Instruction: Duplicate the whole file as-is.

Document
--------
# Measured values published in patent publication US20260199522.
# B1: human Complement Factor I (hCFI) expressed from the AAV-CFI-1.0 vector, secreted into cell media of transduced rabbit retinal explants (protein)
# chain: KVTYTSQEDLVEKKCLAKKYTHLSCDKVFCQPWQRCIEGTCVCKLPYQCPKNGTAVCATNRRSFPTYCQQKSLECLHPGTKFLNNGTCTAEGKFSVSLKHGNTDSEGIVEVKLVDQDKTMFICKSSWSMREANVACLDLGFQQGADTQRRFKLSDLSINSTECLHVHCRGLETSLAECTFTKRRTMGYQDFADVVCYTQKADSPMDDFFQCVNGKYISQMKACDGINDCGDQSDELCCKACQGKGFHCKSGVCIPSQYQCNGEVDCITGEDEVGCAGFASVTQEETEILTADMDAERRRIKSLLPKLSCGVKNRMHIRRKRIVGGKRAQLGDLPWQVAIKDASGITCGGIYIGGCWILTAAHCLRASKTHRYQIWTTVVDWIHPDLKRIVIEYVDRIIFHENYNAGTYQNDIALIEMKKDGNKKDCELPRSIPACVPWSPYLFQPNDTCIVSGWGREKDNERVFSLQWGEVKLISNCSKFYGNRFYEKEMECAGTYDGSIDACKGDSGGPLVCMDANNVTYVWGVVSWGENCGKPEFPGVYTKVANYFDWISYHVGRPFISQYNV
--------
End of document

# Measured values published in patent publication US20260199522.
# B1: human Complement Factor I (hCFI) expressed from the AAV-CFI-1.0 vector, secreted into cell media of transduced rabbit retinal explants (protein)
# chain: KVTYTSQEDLVEKKCLAKKYTHLSCDKVFCQPWQRCIEGTCVCKLPYQCPKNGTAVCATNRRSFPTYCQQKSLECLHPGTKFLNNGTCTAEGKFSVSLKHGNTDSEGIVEVKLVDQDKTMFICKSSWSMREANVACLDLGFQQGADTQRRFKLSDLSINSTECLHVHCRGLETSLAECTFTKRRTMGYQDFADVVCYTQKADSPMDDFFQCVNGKYISQMKACDGINDCGDQSDELCCKACQGKGFHCKSGVCIPSQYQCNGEVDCITGEDEVGCAGFASVTQEETEILTADMDAERRRIKSLLPKLSCGVKNRMHIRRKRIVGGKRAQLGDLPWQVAIKDASGITCGGIYIGGCWILTAAHCLRASKTHRYQIWTTVVDWIHPDLKRIVIEYVDRIIFHENYNAGTYQNDIALIEMKKDGNKKDCELPRSIPACVPWSPYLFQPNDTCIVSGWGREKDNERVFSLQWGEVKLISNCSKFYGNRFYEKEMECAGTYDGSIDACKGDSGGPLVCMDANNVTYVWGVVSWGENCGKPEFPGVYTKVANYFDWISYHVGRPFISQYNV